TORONTO – When looking at condominium communities in Toronto and other major Canadian real estate markets – especially high-rise towers – it’s natural to wonder how many units are rented out by investors, and how many are lived in by their owners.
Thanks to a special “Feature on Condominiums” in the Canadian Mortgage and Housing Corporation (CMHC)’s Canadian Housing Observer 2013, we now have a pretty good idea of what that ratio looked like as recently as 2012.
A portion of the report discussed condominium apartments specifically – the type you’d find in a high rise tower – noting that “condo apartment markets are significantly different from freehold single-detached markets, e.g. in regard to the average time between purchase and occupation.”
- In 2012, More than half (51 per cent) of Canada’s condo apartment housing starts were located in the Toronto and Vancouver census metropolitan areas (CMAs).
- During the same year, only 23 per cent of the Toronto CMA’s condo apartments were being rented out by investors. That means more than three quarters of the area’s condo apartments were being lived in by their owners – a figure that may come as a surprise to some of our readers!
“Condo apartment rentals in Toronto and Vancouver feature lower average vacancy rates and higher average rents than purpose-built rental apartments,” the report notes.
Further sections discuss Canada’s condominium market as a whole – that is, any type of home that includes common elements shared with other homes nearby (such as a recreation centre, or common roads and driveways). Keep in mind that these can be apartments, townhomes or even detached properties.
- By 2011, the number of owner-occupied condos in Canada was 1,154,000, representing a huge jump from only 171,000 back in 1981. In the same year, 461,000 Canadian condos were occupied renters.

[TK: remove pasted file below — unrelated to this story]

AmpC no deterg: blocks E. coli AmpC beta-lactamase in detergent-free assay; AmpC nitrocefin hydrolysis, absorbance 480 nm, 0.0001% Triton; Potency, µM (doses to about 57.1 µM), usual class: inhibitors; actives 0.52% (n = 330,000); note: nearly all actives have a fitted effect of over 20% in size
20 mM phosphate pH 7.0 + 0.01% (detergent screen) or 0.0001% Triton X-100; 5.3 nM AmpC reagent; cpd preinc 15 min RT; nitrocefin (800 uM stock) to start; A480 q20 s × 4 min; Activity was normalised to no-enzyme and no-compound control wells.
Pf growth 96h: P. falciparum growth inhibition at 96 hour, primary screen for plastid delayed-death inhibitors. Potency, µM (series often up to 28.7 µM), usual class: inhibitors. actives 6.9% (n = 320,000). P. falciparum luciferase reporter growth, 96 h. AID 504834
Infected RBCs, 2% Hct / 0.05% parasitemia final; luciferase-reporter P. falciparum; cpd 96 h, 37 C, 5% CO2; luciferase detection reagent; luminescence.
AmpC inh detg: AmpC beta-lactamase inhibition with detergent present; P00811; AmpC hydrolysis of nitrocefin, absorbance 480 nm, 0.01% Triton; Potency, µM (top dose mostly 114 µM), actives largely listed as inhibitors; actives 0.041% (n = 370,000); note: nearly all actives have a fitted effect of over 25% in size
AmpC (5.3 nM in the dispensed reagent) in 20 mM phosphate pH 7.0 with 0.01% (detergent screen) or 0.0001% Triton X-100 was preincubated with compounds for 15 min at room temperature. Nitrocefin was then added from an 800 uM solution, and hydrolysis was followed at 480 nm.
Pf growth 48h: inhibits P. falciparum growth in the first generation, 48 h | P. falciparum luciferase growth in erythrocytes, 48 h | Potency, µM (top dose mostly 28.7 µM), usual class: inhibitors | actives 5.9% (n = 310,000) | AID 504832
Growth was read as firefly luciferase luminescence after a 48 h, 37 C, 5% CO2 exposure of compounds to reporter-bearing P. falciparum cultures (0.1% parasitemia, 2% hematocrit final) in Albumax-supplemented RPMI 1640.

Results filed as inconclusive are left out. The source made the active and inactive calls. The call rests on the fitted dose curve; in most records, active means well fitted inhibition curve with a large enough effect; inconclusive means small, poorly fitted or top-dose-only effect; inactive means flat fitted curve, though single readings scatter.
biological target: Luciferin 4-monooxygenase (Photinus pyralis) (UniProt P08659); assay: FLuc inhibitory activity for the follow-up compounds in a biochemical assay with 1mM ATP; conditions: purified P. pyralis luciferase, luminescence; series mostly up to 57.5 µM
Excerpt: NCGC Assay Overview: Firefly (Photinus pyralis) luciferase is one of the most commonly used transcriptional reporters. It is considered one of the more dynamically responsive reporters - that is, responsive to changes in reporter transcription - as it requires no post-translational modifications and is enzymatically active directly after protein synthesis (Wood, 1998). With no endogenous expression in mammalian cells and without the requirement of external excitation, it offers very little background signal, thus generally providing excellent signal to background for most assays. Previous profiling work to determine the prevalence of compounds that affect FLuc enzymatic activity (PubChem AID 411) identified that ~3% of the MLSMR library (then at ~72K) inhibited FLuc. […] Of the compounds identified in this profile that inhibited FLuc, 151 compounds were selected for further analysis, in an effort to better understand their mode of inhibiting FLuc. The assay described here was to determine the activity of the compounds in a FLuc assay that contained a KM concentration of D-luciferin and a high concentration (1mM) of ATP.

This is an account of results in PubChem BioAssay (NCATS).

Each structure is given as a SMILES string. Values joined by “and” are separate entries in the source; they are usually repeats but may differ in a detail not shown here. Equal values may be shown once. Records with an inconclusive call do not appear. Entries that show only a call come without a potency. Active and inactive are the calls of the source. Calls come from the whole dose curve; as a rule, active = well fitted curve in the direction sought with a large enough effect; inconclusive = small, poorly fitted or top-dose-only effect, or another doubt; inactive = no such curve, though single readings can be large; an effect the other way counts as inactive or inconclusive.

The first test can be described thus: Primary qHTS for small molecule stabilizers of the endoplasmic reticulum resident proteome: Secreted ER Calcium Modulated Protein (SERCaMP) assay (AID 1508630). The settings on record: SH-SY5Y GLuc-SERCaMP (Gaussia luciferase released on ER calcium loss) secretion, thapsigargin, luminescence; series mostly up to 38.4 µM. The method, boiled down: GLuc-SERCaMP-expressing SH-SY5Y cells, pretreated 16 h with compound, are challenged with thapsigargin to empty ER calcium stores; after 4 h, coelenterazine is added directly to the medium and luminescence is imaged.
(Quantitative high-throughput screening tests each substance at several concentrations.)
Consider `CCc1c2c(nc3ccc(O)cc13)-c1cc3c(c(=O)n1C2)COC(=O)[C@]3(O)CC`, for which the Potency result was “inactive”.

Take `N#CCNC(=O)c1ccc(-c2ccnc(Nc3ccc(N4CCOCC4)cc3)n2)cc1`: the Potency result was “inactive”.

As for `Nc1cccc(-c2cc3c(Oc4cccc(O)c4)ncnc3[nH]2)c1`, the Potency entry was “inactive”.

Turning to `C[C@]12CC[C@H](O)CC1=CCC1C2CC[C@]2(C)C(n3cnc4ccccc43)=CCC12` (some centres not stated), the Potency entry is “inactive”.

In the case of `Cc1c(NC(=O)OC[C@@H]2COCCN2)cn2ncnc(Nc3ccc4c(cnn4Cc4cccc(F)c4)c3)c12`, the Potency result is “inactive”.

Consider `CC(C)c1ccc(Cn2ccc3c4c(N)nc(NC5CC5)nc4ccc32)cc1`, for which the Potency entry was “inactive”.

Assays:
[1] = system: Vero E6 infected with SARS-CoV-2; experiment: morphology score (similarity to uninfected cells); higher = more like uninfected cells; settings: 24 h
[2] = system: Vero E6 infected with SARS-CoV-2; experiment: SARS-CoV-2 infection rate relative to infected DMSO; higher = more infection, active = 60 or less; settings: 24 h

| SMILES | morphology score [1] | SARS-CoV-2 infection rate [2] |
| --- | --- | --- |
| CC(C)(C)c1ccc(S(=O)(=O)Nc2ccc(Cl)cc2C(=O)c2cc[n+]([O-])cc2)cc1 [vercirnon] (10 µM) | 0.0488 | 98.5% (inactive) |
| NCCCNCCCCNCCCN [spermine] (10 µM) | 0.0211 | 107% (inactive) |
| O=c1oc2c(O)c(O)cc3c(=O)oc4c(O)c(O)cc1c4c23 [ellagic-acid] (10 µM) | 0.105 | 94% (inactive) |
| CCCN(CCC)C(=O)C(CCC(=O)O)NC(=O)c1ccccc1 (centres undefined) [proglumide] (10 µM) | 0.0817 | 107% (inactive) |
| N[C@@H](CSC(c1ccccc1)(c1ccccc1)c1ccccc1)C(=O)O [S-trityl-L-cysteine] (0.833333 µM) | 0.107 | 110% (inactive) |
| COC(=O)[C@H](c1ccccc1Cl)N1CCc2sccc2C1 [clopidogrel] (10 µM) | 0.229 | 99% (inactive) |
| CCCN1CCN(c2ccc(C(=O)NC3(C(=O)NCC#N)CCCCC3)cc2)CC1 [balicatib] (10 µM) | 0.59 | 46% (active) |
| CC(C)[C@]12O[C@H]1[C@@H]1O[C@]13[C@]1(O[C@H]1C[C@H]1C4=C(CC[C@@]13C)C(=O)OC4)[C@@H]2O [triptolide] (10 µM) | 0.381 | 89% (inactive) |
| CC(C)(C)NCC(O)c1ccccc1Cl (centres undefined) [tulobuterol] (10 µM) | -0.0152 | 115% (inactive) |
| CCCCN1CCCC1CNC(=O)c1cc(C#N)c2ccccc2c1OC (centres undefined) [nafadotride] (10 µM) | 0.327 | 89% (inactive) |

- Seniors and young adults have been the most enthusiastic buyers in Canada’s current condominium market. “In 2011, 19 per cent of condo owners in Canada were under the age of 35,” the report states, while “29 per cent were 65 or older.”
- Condominiums’ share of the national homeownership market nearly quadrupled between 1981 and 2011, jumping from just 3.3 per cent of Canadian owner-occupied dwellings, to an impressive 12.6 per cent.
Reporting for the Toronto Star, real estate reporter Susan Pigg noted that the apartment condo rental figures for Toronto only took into account rental units that had been listed via MLS (as opposed to other web tools such as Craigslist).
“What we have in terms of hard facts is what we released,” CMHC’s Deputy Chief Economist Mathieu Labarge told Pigg.
“We have round tables with the (condo development) industry on a regular basis and what we get is that investment activity remains limited.”
As we’ve seen in our various Market Update and Neighbourhood Profile reports here at GTA Real Estate News, GTA condominium projects can often benefit from a mix of owner-occupied units and rental opportunities for investors. Having a healthy blend makes for a diverse group of residents, and helps make condominiums accessible for students, young professionals, or others who are still saving up for the down payment on a home.
We’ve been happy to provide a quick overview in this article, but for more specific information on renting or purchasing a home in the condo market, we encourage you to contact the experts at Living Realty Inc., Brokerage for personalized advice.